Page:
EEG Connectivity Patterns in Childhood Sexual Abuse: A Multivariate Application Considering Curvature of Brain Space

Lisa M. Black, William J. Hudspeth, Alicia L. Townsend, Eugenia Bodenhamer-Davis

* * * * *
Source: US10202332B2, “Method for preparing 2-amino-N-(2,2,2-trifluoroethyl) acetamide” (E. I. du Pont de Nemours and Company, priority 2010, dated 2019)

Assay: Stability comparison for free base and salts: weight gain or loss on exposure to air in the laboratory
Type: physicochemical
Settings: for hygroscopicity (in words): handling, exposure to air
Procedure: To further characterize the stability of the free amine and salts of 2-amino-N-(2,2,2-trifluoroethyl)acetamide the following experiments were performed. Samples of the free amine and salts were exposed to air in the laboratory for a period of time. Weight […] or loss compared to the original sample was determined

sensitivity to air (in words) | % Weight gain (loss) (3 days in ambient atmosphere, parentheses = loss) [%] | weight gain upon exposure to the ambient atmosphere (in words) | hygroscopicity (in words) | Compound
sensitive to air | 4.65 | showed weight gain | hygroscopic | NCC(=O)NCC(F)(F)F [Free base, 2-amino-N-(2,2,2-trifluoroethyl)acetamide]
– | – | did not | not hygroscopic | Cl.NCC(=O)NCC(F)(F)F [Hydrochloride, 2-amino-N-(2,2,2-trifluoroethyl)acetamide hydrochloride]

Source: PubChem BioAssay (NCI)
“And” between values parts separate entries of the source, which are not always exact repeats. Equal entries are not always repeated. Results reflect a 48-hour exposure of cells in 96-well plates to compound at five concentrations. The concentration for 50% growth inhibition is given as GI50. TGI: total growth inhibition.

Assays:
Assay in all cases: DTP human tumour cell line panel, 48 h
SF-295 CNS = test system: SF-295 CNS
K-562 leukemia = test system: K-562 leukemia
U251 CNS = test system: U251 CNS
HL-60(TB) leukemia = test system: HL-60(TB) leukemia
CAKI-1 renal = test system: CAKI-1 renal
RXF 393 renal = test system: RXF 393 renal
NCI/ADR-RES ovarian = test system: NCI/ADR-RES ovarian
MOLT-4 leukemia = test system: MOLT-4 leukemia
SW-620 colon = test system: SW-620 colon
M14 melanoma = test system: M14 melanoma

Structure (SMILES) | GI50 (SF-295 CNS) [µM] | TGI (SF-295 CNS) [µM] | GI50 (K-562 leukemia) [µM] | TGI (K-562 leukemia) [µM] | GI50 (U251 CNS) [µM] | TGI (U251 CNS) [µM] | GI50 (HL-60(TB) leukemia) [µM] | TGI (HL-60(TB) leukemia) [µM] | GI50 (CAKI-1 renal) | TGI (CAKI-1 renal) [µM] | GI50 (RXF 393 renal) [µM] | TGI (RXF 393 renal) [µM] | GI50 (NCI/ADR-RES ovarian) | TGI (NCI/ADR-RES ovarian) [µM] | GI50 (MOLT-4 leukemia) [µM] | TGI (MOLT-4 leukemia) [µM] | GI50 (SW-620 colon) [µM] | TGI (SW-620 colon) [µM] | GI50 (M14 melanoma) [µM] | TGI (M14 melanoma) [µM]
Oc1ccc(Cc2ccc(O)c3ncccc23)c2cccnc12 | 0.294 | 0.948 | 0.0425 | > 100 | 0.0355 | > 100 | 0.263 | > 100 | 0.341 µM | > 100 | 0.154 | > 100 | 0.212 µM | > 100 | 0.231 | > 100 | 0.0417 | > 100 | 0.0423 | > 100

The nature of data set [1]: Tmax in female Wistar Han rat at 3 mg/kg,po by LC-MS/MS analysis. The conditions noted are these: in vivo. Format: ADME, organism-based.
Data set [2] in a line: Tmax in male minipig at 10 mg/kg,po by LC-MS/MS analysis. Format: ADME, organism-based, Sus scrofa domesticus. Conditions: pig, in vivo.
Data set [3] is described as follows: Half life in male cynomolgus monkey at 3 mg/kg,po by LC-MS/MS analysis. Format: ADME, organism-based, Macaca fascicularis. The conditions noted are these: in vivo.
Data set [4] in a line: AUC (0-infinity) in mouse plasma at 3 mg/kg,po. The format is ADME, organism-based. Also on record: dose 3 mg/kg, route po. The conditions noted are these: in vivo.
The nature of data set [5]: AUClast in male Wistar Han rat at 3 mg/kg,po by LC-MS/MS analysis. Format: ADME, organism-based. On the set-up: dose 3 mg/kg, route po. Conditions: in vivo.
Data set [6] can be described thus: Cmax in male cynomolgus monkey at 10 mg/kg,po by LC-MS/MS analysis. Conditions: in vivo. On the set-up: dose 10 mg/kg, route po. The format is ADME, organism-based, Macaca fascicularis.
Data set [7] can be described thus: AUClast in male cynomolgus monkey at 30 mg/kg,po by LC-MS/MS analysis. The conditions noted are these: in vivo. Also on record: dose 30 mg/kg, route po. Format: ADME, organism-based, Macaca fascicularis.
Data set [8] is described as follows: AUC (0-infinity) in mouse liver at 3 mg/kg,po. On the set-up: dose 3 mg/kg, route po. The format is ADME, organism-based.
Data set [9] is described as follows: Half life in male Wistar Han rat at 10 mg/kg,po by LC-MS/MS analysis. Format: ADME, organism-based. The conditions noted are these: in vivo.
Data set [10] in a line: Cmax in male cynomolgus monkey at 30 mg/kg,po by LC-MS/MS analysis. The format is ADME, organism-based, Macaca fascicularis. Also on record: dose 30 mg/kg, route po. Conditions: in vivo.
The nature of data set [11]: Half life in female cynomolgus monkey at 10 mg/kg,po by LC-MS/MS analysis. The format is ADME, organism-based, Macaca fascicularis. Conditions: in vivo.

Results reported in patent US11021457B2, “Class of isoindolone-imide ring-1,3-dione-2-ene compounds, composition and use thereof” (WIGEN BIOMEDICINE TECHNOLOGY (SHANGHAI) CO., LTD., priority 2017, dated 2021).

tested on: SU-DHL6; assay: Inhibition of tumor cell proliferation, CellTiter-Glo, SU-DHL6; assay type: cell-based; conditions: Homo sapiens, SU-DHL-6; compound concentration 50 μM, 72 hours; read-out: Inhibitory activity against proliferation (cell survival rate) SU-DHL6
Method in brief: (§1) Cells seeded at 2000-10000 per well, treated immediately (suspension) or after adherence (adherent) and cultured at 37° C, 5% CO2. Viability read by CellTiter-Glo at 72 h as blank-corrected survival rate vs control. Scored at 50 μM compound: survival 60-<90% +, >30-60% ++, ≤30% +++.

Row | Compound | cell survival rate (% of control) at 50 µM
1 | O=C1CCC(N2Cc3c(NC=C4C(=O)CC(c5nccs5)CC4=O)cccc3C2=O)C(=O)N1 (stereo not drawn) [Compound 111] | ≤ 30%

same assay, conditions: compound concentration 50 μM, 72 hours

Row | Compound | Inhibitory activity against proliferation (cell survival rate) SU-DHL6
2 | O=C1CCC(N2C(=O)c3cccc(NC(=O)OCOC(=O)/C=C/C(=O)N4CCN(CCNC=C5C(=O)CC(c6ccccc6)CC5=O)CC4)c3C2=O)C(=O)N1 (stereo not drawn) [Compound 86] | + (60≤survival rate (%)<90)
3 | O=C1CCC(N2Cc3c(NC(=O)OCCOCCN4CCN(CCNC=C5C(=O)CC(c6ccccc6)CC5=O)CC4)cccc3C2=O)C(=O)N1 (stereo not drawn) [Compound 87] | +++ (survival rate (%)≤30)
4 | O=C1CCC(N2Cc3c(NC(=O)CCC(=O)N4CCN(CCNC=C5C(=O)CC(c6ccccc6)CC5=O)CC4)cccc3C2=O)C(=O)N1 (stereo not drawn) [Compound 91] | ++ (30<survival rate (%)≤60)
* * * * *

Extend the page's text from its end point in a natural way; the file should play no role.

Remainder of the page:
Introduction. A limitation of the bivariate electroencephalogram (EEG) coherence measure is low precision in location specification in anatomical space and functional connectivity. A more powerful use of functional connectivity of distributed brain systems maybe evaluation of patterns of correlations obtained through the functional connectivity matrix of Principal Component Analysis. The eigenimages that result from such analysis represent a descriptive characterization of anatomically distributed changes in the brain. There is little research exploring the relationship between childhood sexual abuse (CSA) and connectivity patterns in the brain. This study explored the connectivity patterns between 24 high-functioning, unmedicated adults with a history of CSA and age, gender, and handedness matched highfunctioning adults with no history of CSA. Method. Resting eyes closed quantitative EEG (QEEG) was recorded from 19 scalp locations with a linked ears reference from 60 unmedicated adult research participants. The QEEG was subjected to measures of connectivity for analysis. Results. A robust analysis of QEEG cortical coherence revealed moderate to large effect sizes indicating patterns of both increased and decreased connectivity between brain locations, which differentiated the groups. Conclusion. The EEG coherence information extended previous work in nonclinical, unmedicated adults and suggested CSA impacts cortical function resulting in lateralized differences. Statistical methods for preventing small distribution changes from making large changes in power or probability coverage because of small and nonnormal samples is also discussed.

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